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Do you need to include shared property in your estate plan?

On Behalf of | Feb 12, 2024 | estate planning | 0 comments

When planning your estate in California, it is important to consider all aspects of your assets. This includes assets that you share with others.

Shared property, such as a family home or joint bank accounts, can pose unique challenges if you skip them in your estate plan or do not address them properly.

Shared property and estate planning considerations

Shared property refers to any assets that two or more individuals jointly own. Examples could include real estate, bank accounts and investments. In California, community property laws often apply to shared property. These laws can impact the property’s distribution upon the death of one of the owners.

Without a clear estate plan, disputes and complications may arise among your beneficiaries. Including provisions for shared property in your estate plan can help meet your wishes and minimize the potential for conflicts.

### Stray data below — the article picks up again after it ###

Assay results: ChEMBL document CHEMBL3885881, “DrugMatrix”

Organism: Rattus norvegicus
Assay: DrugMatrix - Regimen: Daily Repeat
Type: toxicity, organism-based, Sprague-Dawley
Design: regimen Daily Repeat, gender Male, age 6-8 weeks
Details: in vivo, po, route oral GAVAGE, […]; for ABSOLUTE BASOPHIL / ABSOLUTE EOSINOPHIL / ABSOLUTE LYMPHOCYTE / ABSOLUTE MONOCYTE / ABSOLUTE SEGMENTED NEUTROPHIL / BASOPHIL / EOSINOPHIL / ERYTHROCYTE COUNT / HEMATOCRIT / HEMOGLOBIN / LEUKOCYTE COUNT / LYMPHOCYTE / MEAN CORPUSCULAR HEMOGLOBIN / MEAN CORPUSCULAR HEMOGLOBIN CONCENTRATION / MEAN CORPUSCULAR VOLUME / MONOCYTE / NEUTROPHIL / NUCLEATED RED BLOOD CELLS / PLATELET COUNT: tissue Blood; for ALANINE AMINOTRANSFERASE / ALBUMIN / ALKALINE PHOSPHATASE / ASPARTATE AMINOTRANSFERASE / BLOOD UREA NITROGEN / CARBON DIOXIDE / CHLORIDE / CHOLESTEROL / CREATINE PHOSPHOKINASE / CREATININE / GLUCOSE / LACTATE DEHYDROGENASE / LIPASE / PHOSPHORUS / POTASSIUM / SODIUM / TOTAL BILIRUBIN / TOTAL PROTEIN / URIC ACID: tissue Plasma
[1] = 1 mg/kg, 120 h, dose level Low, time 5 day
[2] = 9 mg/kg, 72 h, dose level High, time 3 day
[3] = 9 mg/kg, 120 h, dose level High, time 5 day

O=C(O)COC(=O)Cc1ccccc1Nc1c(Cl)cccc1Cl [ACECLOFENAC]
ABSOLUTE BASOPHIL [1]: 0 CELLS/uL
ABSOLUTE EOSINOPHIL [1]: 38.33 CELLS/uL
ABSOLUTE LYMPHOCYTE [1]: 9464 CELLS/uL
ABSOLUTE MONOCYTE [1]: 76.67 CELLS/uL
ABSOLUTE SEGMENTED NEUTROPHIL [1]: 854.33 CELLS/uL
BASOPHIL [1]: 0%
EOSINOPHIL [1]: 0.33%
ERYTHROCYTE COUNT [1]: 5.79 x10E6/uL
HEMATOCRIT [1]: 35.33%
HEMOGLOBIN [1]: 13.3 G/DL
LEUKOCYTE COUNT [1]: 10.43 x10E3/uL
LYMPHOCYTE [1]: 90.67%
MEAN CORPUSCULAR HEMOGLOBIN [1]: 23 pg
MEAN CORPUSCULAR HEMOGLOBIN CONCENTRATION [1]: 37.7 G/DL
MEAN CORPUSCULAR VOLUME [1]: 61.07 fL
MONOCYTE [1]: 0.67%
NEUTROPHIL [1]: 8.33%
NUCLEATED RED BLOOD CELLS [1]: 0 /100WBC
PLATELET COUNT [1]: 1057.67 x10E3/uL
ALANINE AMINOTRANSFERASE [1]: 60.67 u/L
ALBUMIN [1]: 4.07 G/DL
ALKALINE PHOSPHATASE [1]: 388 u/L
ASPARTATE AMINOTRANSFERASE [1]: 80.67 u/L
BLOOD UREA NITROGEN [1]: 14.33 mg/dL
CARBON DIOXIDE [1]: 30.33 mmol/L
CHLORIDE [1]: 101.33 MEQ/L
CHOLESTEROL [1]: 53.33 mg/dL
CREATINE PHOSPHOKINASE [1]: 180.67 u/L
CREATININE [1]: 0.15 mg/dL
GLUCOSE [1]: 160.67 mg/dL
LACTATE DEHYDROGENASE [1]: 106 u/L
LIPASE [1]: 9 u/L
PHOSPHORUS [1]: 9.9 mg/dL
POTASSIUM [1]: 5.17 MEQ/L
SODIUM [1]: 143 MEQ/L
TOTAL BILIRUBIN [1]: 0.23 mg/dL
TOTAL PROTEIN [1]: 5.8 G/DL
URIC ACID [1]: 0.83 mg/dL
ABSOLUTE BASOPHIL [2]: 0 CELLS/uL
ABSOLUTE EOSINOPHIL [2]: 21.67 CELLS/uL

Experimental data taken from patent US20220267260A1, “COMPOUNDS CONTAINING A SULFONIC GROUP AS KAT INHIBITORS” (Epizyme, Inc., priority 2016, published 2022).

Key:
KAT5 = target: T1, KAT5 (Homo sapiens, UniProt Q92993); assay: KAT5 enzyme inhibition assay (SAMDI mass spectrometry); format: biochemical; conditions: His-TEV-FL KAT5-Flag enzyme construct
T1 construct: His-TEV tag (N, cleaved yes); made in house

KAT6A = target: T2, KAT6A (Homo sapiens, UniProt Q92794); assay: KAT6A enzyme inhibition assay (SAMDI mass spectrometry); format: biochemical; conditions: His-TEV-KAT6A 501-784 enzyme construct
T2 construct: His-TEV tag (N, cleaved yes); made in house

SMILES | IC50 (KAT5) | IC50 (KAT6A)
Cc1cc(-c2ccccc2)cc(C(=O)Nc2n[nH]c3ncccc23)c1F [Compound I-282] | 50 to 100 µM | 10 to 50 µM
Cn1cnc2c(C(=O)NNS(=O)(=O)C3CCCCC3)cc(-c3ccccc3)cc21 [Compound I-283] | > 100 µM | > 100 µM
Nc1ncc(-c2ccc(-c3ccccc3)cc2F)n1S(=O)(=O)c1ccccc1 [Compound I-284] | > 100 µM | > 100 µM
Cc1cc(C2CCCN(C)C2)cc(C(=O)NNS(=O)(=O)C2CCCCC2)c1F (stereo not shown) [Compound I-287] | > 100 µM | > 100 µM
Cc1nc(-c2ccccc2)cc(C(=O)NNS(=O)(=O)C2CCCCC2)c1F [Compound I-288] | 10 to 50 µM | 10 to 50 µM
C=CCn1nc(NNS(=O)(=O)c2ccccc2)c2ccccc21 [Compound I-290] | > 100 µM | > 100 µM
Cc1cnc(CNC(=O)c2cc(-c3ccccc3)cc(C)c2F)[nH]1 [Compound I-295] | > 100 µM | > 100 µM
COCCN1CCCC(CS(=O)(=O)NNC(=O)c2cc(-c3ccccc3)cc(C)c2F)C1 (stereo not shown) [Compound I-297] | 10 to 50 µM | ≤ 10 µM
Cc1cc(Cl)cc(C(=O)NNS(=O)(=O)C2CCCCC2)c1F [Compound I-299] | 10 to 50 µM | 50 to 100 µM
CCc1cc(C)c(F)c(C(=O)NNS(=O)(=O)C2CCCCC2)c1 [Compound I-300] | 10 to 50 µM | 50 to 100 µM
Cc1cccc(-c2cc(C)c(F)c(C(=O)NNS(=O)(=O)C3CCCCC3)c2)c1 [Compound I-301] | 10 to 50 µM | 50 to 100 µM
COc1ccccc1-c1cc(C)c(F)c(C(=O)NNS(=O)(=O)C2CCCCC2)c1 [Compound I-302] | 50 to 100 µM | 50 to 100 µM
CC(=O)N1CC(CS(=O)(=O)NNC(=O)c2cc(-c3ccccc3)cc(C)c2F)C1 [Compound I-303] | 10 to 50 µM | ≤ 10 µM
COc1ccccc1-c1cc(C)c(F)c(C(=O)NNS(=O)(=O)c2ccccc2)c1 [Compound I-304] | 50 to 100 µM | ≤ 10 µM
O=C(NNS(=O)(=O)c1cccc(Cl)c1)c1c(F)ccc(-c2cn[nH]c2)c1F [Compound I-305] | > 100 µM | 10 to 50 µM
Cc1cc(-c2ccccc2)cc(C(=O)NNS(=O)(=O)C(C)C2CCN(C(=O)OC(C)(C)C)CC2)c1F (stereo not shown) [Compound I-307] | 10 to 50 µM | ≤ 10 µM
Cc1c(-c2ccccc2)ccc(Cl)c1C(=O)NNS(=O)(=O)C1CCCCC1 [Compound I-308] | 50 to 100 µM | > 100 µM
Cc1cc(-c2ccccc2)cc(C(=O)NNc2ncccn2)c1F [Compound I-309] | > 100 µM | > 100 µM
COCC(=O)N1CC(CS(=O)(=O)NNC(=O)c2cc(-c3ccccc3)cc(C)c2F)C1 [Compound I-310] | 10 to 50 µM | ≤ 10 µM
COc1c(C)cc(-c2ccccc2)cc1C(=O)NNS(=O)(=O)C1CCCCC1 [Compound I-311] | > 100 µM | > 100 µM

Potential challenges

Without specific instructions, the courts may decide the fate of shared assets. This can lead to delays, expenses and uncertainty for your beneficiaries. Additionally, conflicts may arise among family members over the distribution of shared property, potentially straining relationships and causing unnecessary stress during an already difficult time.

Options for shared property

One common approach is to create a trust that holds shared assets and outlines their management and distribution after your passing. Another option is to establish joint tenancy or designate beneficiaries for specific assets, such as retirement accounts or life insurance policies.

Taking the time to address shared property can provide peace of mind and take care of your loved ones.